Lelaila Bridwell
Student Ambassador
Email: [email protected]
School:Wellesley College
Cya Term:Spring 2024
Major:Anthropology, Political Science
Anticipated Graduation:5/15/2025

I have grown so much during my time abroad, and I think it is a valuable experience that all college students should consider. Academically, studying abroad introduced me to new subjects, different styles of learning, and a wider range of knowledge and opinions than what I was exposed to at my home institution. For example, learning about the EU while in a country that is part of the EU is much different than learning about it from an outside perspective. Similarly, learning a foreign language while being immersed in that language is much different than learning it in a strictly academic setting. In both these examples and more, I feel my learning was enhanced by the different perspectives and environment while in Greece, and I don't think I could have pulled the same kind of knowledge from a similar class in the US. Additionally, because my study abroad experience was my first experience outside of the US, I also gained a lot personally from the semester. I learned how to communicate and connect with others despite language and culture barriers, and I learned how to get out of my own comfort zone and adapt to local cultural norms. I also grew in independence and self-sufficiency; I learned to navigate unknown situations on my own, and had to completely provide for myself in the context of living in an off-campus apartment.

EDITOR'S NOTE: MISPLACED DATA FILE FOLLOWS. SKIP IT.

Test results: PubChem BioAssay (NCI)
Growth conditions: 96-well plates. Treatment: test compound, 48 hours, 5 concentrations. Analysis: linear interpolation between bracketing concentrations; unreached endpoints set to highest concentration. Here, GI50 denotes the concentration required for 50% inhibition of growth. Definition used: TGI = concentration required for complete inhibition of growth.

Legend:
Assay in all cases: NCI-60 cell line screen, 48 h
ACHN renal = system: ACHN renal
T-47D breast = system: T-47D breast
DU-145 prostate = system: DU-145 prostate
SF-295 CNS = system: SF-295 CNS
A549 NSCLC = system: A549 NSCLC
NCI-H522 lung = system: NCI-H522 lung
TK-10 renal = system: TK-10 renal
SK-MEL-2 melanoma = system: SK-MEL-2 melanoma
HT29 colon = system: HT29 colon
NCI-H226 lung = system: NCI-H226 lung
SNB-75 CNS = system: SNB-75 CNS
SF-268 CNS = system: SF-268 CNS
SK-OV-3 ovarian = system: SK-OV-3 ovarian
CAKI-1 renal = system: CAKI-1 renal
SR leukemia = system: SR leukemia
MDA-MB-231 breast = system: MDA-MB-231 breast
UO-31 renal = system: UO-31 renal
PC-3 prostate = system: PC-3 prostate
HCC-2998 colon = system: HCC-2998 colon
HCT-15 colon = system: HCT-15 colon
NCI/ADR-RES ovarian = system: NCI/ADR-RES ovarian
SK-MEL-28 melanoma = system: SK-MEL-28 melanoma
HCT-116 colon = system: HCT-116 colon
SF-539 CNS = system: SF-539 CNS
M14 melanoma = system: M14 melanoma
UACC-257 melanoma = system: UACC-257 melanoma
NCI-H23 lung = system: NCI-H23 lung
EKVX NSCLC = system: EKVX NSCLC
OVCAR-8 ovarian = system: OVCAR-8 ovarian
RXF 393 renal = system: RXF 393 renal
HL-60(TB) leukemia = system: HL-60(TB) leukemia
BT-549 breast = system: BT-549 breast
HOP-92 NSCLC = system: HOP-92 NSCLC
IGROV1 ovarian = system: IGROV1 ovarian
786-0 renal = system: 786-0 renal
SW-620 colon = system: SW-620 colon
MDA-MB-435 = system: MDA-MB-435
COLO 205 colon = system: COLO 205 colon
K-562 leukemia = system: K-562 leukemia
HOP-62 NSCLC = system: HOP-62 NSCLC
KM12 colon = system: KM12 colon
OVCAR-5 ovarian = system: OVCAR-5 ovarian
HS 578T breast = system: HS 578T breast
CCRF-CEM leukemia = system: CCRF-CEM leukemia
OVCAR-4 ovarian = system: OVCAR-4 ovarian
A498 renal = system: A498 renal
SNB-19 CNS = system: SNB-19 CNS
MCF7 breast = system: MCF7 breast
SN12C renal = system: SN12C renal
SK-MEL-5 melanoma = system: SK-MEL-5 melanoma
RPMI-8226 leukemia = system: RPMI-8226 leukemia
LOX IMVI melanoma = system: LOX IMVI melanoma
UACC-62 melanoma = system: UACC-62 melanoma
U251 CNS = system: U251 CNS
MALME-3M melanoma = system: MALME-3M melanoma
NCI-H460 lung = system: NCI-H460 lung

What advice do you have for prospective students who are interested in or planning to study abroad with CYA?

For prospective students, especially when they are browsing or choosing CYA courses, I would encourage them to really think about how their classes at CYA will be enhanced by the fact that they are studying in Greece, and to choose classes that will teach them things that they can't necessarily learn in the US. This was a huge priority for me when I was choosing my courses, and I am glad that I signed up for classes that were out of my comfort zone and used Athens itself as a classroom. One thing that I wish I had considered before starting my study abroad experience is the type of campus/living environment that I was seeking. While there are definite benefits to the integration of CYA within the local community (i.e., not a separate "campus," apartments alongside Greek families), there were also some instances where I missed a more coherent, university-style living situation. I am ultimately glad that I chose CYA for my study abroad experience, but students who are more attached to a college campus environment might want to take that into consideration when deciding which program to study abroad with.

How was the political climate in Greece different from what are you used to? If applicable, describe a time when you had to navigate a political conversation during your time abroad.